Bill Cosby’s interview with an Associated Press reporter, filmed Nov. 6 at the Smithsonian’s National Museum of African Art, shows power and privilege in operation. After reporter Brett Zongker asked the comedian about allegations that he had raped or sexually abused women, Cosby suggested that such questions were irresponsible. He and his wife had chosen to sit down with the AP, he said, because they thought the AP was a reputable news organization and would not dig into those unpleasant accusations.

Cosby tried a classic power play, hoping to intimidate the reporter into suppressing the video: “I think if you want to consider yourself to be serious, that it will not appear anywhere,” he said to Zongker­. After making this equation — between reportorial seriousness and deference to himself — Cosby asked David Brokaw, his longtime media representative, who was standing off-camera, to get on the horn to the AP and do everything possible to ensure that the videotaped encounter was “scuttled.”

Zongker, who covers art and cultural issues in the nation’s capital, deserves credit for asking the hard questions.

“It was his duty to ask the question as a reporter and journalist,” said Lou Ferrara, an AP vice president whose purview includes entertainment news.

Cosby may have hoped that as an arts reporter, Zongker would limit his inquiries to art matters. Arts reporting is often assumed to be soft reporting, a feel-good beat on the edge of the real news business. Sometimes this is true, especially on television, where stories about the arts are vanishingly rare and almost always are used as inspirational postludes to the main event, which is all about strife, mayhem and the downward spiral of civilization.

Quilts from the Bill and Camille Cosby collection hang at the Smithsonian's National Museum of African Art in Washington in November. (Evan Vucci/AP)

But Cosby’s effort to hold the hard questions at bay also was premised on assumptions about the larger field of arts and culture — that it is a safe place, where the expectation of old-fashioned­ civility and the ubiquity of uplifting narratives would give cover to a man increasingly under pressure from dark allegations about his past sexual behavior.

He was sitting in a museum, at the Smithsonian, surrounded by his own art, in the midst of being feted rapturously for having lent his collection — for the first time — for public exhibition. The entire milieu seemed to insulate him from unpleasantness and controversy.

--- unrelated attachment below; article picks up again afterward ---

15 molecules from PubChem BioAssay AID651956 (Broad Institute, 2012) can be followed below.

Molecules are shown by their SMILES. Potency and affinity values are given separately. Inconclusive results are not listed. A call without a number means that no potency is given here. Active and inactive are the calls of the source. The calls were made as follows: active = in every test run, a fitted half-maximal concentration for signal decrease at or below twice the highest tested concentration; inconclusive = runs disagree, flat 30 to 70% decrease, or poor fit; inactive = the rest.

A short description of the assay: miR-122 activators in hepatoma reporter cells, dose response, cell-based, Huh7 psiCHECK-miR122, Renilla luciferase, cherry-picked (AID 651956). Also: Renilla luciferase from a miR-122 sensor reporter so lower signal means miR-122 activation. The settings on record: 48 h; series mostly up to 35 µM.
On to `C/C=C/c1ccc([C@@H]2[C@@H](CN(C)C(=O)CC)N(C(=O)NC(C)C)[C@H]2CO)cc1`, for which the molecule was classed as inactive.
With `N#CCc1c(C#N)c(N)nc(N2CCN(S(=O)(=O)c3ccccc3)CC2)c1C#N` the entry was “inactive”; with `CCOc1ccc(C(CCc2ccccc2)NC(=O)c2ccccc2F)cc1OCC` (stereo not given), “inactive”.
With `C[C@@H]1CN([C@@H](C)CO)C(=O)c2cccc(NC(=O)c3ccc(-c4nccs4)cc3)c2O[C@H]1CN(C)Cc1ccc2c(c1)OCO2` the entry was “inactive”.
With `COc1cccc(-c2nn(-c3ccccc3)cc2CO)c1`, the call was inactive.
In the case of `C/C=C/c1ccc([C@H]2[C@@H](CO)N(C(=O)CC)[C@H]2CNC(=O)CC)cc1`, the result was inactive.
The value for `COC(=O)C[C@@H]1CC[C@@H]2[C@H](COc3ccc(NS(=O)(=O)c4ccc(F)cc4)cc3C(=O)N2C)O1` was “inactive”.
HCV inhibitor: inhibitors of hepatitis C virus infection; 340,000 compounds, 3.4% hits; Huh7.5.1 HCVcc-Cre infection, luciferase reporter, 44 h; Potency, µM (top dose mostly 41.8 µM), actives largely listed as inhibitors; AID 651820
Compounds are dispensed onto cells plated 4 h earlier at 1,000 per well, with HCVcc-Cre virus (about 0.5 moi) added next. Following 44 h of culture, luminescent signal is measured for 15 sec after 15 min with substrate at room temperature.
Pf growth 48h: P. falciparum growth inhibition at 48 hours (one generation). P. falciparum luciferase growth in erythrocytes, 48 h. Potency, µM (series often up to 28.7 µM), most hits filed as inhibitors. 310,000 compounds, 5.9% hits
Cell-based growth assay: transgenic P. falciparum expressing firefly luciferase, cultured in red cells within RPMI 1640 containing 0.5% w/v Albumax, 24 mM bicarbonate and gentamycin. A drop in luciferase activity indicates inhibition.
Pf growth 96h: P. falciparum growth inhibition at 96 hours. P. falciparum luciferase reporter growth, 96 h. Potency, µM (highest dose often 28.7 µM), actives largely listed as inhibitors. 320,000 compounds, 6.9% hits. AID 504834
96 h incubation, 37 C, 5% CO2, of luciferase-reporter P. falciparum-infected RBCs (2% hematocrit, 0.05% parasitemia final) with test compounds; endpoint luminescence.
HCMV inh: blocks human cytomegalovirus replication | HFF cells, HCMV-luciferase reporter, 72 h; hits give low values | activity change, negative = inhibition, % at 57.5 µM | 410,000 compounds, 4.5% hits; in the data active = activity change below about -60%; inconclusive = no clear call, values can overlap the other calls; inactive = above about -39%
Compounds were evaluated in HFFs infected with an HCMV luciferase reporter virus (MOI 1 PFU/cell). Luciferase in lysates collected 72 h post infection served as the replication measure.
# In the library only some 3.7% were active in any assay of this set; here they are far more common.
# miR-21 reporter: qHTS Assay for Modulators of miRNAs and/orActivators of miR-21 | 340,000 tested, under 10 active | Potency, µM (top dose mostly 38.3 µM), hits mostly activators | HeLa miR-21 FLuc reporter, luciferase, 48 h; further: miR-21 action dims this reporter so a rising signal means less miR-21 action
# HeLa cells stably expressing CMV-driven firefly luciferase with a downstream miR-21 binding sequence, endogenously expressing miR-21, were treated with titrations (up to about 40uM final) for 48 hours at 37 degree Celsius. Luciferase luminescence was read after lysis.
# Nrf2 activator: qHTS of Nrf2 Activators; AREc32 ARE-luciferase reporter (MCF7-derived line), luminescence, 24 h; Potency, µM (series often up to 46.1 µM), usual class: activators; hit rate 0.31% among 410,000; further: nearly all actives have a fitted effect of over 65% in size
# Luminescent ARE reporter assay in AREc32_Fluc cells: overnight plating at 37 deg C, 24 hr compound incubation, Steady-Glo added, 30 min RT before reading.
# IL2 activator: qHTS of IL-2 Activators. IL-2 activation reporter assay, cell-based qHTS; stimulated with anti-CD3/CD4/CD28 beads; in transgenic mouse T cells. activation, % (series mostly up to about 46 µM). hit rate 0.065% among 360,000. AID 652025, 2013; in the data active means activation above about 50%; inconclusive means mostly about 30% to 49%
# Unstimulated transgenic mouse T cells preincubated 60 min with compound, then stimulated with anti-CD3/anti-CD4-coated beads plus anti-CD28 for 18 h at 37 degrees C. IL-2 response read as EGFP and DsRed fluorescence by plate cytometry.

This piety — that art and worldly matters should be kept apart — is widely shared, even by humble museum-goers who have no entry to the elite social set that swirls around art collecting and museum openings and galas. The world of high culture has its own form of trickle-down economics, a belief that the social boon of seeing art in public is so powerful that one should not worry too much about the ethical and even moral compromises that may go hand in hand with exhibitions such as “Conversations: African and African American Artworks in Dialogue.” Put simply, many think we should feel thankful for whatever art rich and powerful people allow us to see.

On Nov. 9, I reviewed the “Conversations” exhibition and expressed three reservations: that the works on display from the Cosby collection did not appear to good effect next to stronger pieces from the Smithsonian’s African art collection; that Cosby’s art collection would be stronger if it engaged with the best of the past 50 years of contemporary African American art; and that the Smithsonian should not exhibit private collections unless those collections are certain to be accessioned by the museum. The last of these is based on the messy quid pro quo that can develop when the prestige of a public institution is lent to a private collector, potentially increasing the value of that collector’s art and complicating all further relations between the two parties.

Many commentators expressed strong objections to mixing art with “non-art” matters, such as Cosby’s reputation and museum ethics. One person wrote that the “review is filled with so much social commentary and opinion on non art matters that it loses all credibility as an art exhibit review. How relevant are Bill Cosby’s personal problems or past comments on society to evaluating the exhibit?” Another said that my brief mention of the rape allegations had “no place in the lexicon of art criticism.”